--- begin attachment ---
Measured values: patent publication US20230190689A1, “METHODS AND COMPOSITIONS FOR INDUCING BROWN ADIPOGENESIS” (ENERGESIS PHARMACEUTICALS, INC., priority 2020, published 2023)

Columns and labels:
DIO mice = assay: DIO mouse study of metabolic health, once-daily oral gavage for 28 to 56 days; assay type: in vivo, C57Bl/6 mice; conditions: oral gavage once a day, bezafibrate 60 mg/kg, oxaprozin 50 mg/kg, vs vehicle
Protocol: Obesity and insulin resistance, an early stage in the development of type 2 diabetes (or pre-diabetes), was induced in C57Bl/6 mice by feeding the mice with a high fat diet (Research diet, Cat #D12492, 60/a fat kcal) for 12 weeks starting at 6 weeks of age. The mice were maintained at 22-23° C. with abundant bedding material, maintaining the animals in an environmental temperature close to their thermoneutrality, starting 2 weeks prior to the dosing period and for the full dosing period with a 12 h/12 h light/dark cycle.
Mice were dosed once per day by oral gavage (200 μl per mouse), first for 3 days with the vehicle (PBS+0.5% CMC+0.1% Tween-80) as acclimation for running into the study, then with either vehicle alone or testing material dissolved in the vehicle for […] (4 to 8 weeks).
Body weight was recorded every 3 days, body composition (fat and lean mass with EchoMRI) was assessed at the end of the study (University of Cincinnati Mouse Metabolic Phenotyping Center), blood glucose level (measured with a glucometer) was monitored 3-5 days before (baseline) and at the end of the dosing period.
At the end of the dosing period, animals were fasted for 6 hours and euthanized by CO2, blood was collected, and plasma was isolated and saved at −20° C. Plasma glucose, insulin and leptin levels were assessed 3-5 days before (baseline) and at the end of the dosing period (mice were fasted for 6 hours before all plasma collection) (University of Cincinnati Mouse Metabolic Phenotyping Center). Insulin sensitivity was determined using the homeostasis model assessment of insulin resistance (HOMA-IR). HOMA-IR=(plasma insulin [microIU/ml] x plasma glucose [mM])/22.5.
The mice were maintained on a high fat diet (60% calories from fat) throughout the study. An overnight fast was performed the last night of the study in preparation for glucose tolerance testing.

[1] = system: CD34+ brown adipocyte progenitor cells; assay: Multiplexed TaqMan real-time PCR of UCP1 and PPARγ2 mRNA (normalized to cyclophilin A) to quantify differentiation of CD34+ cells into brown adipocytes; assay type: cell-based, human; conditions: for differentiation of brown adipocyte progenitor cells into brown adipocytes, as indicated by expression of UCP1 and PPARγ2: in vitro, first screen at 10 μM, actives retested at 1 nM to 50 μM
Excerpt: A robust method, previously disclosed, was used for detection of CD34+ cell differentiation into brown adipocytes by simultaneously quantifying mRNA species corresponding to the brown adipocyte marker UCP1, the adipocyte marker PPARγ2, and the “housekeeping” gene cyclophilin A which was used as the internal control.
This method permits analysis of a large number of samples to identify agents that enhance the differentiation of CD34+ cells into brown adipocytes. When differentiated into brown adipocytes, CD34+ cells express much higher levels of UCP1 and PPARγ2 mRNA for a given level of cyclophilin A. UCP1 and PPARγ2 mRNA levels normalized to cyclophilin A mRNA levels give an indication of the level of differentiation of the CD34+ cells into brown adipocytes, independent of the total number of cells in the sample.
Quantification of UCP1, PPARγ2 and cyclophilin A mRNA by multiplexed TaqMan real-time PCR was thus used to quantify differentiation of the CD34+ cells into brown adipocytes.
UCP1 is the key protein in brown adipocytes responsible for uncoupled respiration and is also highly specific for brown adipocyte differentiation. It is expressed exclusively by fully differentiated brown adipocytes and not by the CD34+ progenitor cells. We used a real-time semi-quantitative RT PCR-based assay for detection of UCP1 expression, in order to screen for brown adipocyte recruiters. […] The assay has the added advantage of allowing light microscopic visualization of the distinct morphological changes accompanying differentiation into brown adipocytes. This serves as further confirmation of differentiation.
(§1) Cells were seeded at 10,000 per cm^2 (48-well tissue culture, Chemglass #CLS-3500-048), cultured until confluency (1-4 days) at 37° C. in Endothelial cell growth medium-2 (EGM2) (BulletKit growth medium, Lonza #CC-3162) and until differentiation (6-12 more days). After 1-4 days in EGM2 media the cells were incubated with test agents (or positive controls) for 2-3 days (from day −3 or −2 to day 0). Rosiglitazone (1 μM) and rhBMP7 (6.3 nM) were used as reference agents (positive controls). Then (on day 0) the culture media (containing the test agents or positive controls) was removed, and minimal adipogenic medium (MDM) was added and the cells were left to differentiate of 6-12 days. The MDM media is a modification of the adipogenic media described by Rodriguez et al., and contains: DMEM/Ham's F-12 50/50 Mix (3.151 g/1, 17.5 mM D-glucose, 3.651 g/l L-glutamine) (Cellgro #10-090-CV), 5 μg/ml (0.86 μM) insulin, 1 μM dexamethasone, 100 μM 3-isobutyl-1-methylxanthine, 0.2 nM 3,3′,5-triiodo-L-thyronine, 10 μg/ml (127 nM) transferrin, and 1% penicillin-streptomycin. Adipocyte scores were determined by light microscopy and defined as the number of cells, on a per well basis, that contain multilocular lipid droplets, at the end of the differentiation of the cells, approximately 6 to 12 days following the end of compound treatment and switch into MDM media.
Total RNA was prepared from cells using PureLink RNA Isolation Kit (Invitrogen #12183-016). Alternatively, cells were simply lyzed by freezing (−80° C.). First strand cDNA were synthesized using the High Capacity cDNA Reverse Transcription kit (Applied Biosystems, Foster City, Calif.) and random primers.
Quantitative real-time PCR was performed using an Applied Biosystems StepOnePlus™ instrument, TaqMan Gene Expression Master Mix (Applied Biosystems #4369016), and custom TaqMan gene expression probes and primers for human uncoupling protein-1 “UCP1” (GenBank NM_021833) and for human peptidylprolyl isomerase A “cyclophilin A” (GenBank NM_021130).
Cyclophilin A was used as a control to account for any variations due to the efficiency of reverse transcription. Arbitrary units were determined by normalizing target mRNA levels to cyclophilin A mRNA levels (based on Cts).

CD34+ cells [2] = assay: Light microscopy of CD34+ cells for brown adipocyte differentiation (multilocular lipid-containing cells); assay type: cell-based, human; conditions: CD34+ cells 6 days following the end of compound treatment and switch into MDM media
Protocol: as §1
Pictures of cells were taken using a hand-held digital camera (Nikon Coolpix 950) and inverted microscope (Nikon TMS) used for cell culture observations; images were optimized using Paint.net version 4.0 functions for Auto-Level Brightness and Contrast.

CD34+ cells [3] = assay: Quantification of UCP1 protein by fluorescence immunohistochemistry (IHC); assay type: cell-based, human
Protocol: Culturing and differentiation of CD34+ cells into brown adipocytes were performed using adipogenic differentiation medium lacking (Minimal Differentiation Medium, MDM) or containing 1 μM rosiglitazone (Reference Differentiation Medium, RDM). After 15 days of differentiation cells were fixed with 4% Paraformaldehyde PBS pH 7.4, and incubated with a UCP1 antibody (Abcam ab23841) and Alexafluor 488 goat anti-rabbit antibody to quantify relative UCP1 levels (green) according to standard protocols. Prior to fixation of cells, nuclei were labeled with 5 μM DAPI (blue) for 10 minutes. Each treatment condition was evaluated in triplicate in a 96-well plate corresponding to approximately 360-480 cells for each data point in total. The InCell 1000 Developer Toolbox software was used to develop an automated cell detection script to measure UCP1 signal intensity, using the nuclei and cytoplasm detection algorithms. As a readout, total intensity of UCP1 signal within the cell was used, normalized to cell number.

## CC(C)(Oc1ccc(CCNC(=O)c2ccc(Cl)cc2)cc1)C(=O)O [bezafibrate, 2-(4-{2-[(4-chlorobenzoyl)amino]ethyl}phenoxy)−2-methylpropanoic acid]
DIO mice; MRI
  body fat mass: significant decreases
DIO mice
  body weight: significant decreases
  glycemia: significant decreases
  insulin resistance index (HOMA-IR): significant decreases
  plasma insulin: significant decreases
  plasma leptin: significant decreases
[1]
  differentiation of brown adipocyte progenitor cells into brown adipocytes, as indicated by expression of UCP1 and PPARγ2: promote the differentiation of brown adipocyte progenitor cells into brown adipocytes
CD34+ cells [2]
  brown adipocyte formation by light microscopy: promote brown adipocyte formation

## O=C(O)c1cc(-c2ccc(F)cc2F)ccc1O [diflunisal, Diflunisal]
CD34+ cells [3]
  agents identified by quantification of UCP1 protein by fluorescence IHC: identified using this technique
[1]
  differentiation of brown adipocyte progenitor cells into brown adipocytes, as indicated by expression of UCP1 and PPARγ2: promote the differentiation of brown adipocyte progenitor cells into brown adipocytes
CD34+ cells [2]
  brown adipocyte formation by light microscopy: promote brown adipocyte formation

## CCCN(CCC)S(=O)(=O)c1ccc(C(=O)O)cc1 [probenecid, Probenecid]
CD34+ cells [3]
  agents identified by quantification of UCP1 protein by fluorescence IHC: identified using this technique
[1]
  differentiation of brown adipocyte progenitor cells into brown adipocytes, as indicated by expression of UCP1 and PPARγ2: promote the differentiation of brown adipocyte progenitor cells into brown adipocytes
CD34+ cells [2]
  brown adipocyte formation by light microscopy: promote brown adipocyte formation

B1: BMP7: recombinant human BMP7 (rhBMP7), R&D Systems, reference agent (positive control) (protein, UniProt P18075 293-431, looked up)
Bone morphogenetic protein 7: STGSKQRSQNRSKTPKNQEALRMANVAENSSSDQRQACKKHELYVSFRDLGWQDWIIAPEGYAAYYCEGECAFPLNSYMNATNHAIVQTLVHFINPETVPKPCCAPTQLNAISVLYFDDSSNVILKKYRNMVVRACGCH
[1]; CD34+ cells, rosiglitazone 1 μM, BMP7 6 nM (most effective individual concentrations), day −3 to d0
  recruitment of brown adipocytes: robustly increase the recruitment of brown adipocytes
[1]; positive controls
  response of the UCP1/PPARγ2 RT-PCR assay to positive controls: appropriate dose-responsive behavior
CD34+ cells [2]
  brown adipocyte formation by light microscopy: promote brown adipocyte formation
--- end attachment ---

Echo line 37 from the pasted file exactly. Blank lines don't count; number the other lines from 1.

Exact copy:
CD34+ cells [3]